Obviously, much has changed.

Frenzied fame and outlandish fortune have catapulted the Player to a plane that has difficulty coinciding with the normal. Times are considerably different, security concerns superseding those that are relational. Pursuit of privacy seemingly more important than appreciation for the public that placed them in said esteemed position.

But, those little boys standing behind the dugout weren’t asking for a personal conversation, or even a coveted autograph. Eager faces with orthodontic smiles hardly a threat to the towering athletes that passed them by. Sadly, because it is a different time, a different day, simple acknowledgement would have been enough for the birthday boy and his buddies.

A few moments after the field had cleared from batting practice, former Braves baseball star Brian Jordan, dressed in attire that suggested a more formal purpose in attendance, glanced in our direction. He may or may not have noticed the disappointment, the silence that had overtaken a typically animated bunch of boys, and walked directly towards our group standing forlornly at the dugout. He greeted each boy with that well-known smile and mischievously asked if any wanted a signed ball, penning a birthday greeting to my 11-year-old son.

That lone signature, that solitary contact was enough for me to exhale deeply, relieved that my son was given a glimpse of what happens when a Player transitions into a Person, when exchanged appreciation for the sport prevails over the desire to be admired from afar.  Our little group of boys took the whole experience in innocent stride, enjoying the rest of the baseball game as if the rejection at the dugout had not occurred, because, regrettably, they don’t know any better.

But I do.

And so should all of you.

Joni Pittman

Rome, Georgia

556 comments Add your comment

Middle Grades Math Teacher

June 4th, 2010
3:50 am

I hope the Braves players read this and realize that it doesn’t take much to make a kid’s day. Yes, your skills may have put you in the bigs, but your fans are part of this. Have you forgotten what it’s like to be a kid? Do you know how many kids in my classroom or my son’s baseball team say, “I’m going to be an MLB player when I grow up?” Come on, Braves…show some class! Kudos to Brian Jordan. What a great guy!

Joe

June 4th, 2010
4:34 am

I hate to say it, but these guys are nothing in real life compared to what you think they might be after watching them play, I work for a airline in Atlanta and I have seen these jerks when they get off the plane in their street clothes. Just a bunch of Dumb Jocks, And you ought to see how they can trash the inside of an airplane, they are just a bunch of classless losers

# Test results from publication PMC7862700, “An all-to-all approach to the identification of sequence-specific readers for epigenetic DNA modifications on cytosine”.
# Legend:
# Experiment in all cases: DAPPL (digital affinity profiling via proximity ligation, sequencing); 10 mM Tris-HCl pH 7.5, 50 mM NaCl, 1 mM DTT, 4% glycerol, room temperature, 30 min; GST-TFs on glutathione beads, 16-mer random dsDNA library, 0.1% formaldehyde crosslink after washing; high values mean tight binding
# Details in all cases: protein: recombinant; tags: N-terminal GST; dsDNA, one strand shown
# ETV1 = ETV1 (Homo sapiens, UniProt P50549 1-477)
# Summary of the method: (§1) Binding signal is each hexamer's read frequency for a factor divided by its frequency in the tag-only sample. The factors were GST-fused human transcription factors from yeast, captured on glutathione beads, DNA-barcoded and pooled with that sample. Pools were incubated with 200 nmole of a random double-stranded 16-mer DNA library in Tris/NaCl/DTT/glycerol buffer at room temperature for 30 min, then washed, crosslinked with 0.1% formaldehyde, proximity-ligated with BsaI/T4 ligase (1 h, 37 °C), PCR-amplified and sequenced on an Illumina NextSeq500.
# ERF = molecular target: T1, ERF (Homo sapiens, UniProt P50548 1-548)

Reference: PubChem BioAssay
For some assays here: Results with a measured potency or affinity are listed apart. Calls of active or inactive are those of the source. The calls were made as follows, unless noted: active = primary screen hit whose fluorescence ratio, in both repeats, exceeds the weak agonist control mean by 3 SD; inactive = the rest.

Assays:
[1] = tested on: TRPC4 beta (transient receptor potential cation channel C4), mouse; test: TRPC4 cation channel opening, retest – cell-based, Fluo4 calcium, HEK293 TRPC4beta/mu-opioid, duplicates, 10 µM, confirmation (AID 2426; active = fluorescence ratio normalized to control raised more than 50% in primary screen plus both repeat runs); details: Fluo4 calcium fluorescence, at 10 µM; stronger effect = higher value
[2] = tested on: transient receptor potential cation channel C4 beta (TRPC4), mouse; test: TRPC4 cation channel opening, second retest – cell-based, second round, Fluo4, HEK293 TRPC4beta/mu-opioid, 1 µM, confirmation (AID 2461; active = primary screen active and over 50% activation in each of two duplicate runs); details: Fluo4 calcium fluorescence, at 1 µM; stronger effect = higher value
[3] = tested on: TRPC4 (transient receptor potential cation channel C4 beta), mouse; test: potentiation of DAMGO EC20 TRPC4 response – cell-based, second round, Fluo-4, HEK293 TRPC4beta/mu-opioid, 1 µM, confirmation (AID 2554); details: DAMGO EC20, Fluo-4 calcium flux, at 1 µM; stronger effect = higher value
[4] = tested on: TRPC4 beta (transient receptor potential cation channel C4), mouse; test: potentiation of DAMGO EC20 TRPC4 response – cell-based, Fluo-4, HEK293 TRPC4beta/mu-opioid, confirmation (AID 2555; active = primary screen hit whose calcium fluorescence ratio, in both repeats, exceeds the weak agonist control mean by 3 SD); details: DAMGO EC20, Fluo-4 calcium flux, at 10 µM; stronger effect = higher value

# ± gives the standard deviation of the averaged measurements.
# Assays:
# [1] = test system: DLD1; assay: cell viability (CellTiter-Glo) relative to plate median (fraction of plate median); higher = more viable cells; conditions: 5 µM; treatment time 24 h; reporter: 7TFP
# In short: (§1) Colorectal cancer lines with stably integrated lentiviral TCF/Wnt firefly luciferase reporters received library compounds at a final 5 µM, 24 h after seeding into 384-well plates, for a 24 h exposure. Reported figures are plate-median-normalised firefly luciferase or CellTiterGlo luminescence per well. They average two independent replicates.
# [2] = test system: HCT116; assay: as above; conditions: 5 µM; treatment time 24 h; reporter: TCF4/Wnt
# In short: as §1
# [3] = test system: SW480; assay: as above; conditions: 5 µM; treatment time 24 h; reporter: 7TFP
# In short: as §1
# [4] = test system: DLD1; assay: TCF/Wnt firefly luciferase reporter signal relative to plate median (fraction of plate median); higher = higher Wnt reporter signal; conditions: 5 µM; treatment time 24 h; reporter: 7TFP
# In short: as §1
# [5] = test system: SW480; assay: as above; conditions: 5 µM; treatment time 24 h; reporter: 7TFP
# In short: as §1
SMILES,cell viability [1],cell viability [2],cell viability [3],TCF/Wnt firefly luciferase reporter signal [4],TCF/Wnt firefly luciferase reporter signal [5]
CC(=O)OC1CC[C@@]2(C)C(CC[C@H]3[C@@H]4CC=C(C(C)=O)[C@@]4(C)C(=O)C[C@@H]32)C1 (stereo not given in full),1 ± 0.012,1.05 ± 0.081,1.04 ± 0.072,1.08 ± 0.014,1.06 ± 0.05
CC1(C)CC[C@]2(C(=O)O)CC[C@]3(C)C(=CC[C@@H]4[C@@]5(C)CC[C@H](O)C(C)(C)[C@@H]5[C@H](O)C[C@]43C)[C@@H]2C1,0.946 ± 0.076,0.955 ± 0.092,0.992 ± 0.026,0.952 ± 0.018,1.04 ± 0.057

RobertNAtl

June 4th, 2010
5:11 am

A big Thank You to Ron Schueler (Braves pitcher at the time), who in the exact same situation 36 years ago spoke to me for a few minutes and signed an autograph for me after warming up. I was (about) the age that your son is now. Ron Schueler was always my favorite player after that!!

Larry

June 4th, 2010
6:26 am

@ RobertNAtl, I remember Ron very well. I feel the same way toward Buzz Capra. The year he won the ERA title, he signed my scorecard in my yearbook. Even waited patiently while me and my Dad fumbled around looking for a pen. When i think of my favorite Braves players of all time, Buzz is right up there. And Brian Jordan is a class act. He was when he was with the Falcons. And he cares about kids and about the game of baseball. He’s another one of my favorite players.

Heron Bay Parent

June 4th, 2010
6:29 am

Wow. I have such great memories of those days as well! We lived in NC and I remember coming every August (That’s when the Dodgers played the Braves) with my folks and staying at the Ramada across from Fulton County. We never went anywhere else because Mom and Dad wouldn’t drive in Atlanta! We walked to the stadium and yes, we waited after the game to chat for a brief, unforgettable moment with Dale Murphy, Bob Horner and Glenn Hubbard. Wow, I had a crush on him! Then we would walk back to the Ramada and buy one of those Domino’s pizzas they sold out front. What memories you’ve brought back to me.

Shame on the current Braves players but cheers for Brian Jordan. What a first class hero! I now have a new favorite baseball player.

Joe B.

June 4th, 2010
6:29 am

Remember the dumb redneck jock in high school with no social skills or brains? That is your typical MLB player. Either that guy, or a Latino who speaks little English.

I think it was a good lesson for your kids that everything in life is business and people are selfish by nature. They don’t give a damn about your kids. Should make it easier for them once they have learned these life lessons.